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Immune cell study prompts new approach to tackling infections
Oxygen levels in the body can have a profound effect on the way cells behave.

Oxygen level affects how cells behave

A new study by the University of Edinburgh has found that oxygen levels in the body can have a profound effect on the way cells behave.

The research, published in the journal Science Immunology, could pave the way to new treatments that target the immune response to infection.

In the study of mice, researchers found that bacteria infections have vastly different outcomes depending on the level of oxygen in the body when infection takes hold.  

In mice that had low levels of oxygen in the body when the virus took hold, the immune system launched a massive overreaction. Fatal illness occurred, even though the bacteria had cleared from the body.

If the mice had low oxygen levels before the virus took hold, the researchers found that this protects the body from illness, without preventing it from fighting the bacteria.

If human cells react in the same way, researchers say that oxygen sensing mechanisms could be ‘tweaked’ in order to tackle infections.

It is hoped that the findings will help people suffering from chronic lung conditions, such as emphysema. These patients often have low levels of oxygen in their body and are more susceptible to infection.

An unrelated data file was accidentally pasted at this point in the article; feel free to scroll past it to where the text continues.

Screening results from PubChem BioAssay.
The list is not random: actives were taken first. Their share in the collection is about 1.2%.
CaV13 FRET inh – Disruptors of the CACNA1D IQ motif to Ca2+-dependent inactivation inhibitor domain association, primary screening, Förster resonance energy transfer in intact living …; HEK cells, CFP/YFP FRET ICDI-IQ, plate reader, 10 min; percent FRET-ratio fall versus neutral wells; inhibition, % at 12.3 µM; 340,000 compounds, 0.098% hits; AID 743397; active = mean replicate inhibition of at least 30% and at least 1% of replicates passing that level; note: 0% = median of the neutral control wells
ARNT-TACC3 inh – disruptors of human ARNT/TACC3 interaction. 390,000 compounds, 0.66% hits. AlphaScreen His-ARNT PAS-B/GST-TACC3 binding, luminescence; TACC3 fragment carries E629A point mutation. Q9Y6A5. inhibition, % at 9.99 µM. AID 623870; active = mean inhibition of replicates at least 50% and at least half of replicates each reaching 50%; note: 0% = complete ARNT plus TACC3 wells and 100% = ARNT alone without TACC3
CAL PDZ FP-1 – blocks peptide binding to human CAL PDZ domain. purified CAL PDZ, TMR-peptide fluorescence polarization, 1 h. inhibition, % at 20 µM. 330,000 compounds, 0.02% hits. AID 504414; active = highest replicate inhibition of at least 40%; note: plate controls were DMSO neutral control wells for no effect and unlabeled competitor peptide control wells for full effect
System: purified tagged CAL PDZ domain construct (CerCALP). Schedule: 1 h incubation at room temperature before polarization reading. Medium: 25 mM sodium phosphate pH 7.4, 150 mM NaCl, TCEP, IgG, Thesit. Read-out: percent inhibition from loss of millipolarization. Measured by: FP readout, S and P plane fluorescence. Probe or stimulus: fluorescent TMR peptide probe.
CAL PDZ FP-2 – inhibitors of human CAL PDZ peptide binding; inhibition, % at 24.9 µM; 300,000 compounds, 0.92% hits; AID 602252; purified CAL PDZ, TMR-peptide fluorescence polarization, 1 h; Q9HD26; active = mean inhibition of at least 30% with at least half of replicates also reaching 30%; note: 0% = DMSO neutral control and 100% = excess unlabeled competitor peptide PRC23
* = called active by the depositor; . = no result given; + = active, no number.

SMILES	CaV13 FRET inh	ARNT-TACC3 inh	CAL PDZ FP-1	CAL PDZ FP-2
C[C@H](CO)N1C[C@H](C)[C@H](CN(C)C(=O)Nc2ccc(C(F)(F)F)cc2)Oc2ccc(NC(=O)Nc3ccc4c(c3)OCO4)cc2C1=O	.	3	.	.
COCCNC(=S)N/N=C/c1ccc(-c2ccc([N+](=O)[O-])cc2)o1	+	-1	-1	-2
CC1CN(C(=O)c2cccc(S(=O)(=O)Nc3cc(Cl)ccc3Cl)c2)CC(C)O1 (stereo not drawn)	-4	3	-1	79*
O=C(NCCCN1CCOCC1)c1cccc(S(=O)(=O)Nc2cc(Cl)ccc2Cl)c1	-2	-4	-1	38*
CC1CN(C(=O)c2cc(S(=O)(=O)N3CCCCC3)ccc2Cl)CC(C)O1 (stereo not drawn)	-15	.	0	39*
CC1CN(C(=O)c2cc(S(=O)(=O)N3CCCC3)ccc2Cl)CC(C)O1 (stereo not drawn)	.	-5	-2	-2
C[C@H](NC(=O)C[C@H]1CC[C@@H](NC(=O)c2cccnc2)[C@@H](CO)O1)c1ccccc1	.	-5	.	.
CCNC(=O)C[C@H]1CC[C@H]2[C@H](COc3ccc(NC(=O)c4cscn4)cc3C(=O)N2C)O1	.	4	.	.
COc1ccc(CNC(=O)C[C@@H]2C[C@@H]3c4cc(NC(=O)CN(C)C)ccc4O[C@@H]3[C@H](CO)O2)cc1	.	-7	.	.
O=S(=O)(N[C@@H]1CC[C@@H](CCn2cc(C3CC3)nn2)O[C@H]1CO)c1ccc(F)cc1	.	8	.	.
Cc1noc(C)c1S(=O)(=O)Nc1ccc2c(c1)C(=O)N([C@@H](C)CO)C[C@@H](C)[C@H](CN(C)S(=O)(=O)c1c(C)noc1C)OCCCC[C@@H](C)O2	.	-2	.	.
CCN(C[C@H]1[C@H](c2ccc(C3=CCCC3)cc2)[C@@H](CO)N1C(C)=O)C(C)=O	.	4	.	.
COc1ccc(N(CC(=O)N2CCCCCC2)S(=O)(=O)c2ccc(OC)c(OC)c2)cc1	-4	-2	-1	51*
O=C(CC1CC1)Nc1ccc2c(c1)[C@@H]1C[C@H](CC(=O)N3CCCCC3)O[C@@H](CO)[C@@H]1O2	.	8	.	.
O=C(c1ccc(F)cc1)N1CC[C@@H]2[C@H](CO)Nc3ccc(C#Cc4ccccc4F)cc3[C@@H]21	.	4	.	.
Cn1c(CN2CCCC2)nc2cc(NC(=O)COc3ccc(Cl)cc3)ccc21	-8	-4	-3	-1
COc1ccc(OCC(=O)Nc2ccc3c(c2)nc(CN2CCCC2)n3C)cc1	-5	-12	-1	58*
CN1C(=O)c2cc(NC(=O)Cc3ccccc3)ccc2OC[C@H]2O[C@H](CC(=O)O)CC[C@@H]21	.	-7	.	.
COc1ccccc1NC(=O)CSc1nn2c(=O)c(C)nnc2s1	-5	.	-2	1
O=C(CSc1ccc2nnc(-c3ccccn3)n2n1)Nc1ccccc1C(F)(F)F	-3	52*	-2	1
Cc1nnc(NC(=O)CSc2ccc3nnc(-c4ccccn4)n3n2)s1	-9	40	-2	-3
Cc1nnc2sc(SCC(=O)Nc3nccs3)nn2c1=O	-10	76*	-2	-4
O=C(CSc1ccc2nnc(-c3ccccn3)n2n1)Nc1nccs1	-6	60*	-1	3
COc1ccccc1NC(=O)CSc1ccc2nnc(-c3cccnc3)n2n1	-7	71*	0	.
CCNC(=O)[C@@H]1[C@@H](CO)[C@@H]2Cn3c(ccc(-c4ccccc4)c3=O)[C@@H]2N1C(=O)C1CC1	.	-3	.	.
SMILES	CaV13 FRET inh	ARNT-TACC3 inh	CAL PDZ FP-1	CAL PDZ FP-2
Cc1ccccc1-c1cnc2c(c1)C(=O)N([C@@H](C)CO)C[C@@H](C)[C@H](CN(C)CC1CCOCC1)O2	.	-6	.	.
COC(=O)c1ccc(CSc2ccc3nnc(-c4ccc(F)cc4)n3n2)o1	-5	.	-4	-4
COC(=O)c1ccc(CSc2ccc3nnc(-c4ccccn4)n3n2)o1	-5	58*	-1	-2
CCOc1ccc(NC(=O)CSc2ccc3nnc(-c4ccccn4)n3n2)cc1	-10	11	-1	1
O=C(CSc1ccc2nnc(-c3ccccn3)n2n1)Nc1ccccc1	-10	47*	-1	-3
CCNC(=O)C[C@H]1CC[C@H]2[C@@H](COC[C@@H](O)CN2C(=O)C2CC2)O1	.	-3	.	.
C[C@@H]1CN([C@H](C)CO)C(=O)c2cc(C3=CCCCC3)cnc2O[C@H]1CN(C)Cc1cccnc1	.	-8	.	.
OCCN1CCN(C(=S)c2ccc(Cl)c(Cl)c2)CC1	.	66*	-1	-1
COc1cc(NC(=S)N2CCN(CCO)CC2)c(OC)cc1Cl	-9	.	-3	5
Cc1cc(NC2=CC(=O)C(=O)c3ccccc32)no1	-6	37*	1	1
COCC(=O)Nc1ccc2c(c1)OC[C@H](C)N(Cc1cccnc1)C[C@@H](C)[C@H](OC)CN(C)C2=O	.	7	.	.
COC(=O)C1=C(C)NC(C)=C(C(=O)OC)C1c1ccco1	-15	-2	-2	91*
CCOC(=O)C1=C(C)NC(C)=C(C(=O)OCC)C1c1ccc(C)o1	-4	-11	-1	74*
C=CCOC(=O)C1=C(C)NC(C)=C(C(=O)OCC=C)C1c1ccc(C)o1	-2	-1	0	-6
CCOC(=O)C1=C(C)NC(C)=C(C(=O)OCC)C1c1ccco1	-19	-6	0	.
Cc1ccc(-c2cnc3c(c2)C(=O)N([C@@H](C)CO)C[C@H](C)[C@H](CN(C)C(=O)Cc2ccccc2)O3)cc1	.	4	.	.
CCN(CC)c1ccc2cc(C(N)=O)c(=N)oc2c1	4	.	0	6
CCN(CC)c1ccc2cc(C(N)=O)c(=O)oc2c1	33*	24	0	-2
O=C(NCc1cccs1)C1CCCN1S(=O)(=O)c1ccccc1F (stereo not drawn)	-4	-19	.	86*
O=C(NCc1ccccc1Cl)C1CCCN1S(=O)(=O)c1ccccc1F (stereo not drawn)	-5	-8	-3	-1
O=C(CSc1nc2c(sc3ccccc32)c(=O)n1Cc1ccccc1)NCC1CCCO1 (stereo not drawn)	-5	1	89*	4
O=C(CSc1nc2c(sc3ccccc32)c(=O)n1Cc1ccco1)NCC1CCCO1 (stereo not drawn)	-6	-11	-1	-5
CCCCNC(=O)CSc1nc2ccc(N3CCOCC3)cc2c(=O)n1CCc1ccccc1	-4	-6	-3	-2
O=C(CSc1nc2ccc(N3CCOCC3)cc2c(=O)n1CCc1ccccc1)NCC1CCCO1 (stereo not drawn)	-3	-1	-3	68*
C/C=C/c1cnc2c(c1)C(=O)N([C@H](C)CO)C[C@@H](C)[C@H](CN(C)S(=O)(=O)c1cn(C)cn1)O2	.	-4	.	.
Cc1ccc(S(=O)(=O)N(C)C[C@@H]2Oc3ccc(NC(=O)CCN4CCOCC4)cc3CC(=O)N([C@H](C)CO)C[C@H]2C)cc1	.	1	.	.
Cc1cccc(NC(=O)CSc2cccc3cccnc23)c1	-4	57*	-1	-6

“We are excited by our observation that oxygen levels can regulate immune cell responses to infection,” commented Dr Sarah Walmsley, of the MRC Centre for Inflammation Research at the University of Edinburgh.

“Targeting these pathways could have the potential to improve outcomes from infections where oxygen is limited.”

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Newborn okapi named after Meghan Markle

News Story 1
 An endangered okapi recently born at London Zoo has been named Meghan - after Prince Harry’s fiancé Meghan Markle - in celebration of the upcoming royal wedding. Okapis are classed as endangered in the wild, having suffered ongoing declines since 1995. Zookeeper Gemma Metcalf said: “We’re very pleased with how mother and baby are doing. Oni is being very attentive, making sure she regularly licks her clean and keeping a watchful eye over Meghan as she sleeps.” Image © ZSL London Zoo  

News Shorts
Ten new cases of Alabama rot confirmed

Anderson Moores Veterinary Specialists has confirmed 10 new cases of Alabama rot, bringing the total number of confirmed cases in the UK to 122.

In a Facebook post, the referral centre said the cases were from County Durham, West Yorkshire, Greater Manchester, Staffordshire, Sussex, West Somerset, Devon, and Powys.

Pet owners are urged to remain vigilant and seek advice from their vet if their dog develops unexplained skin lesions/sores.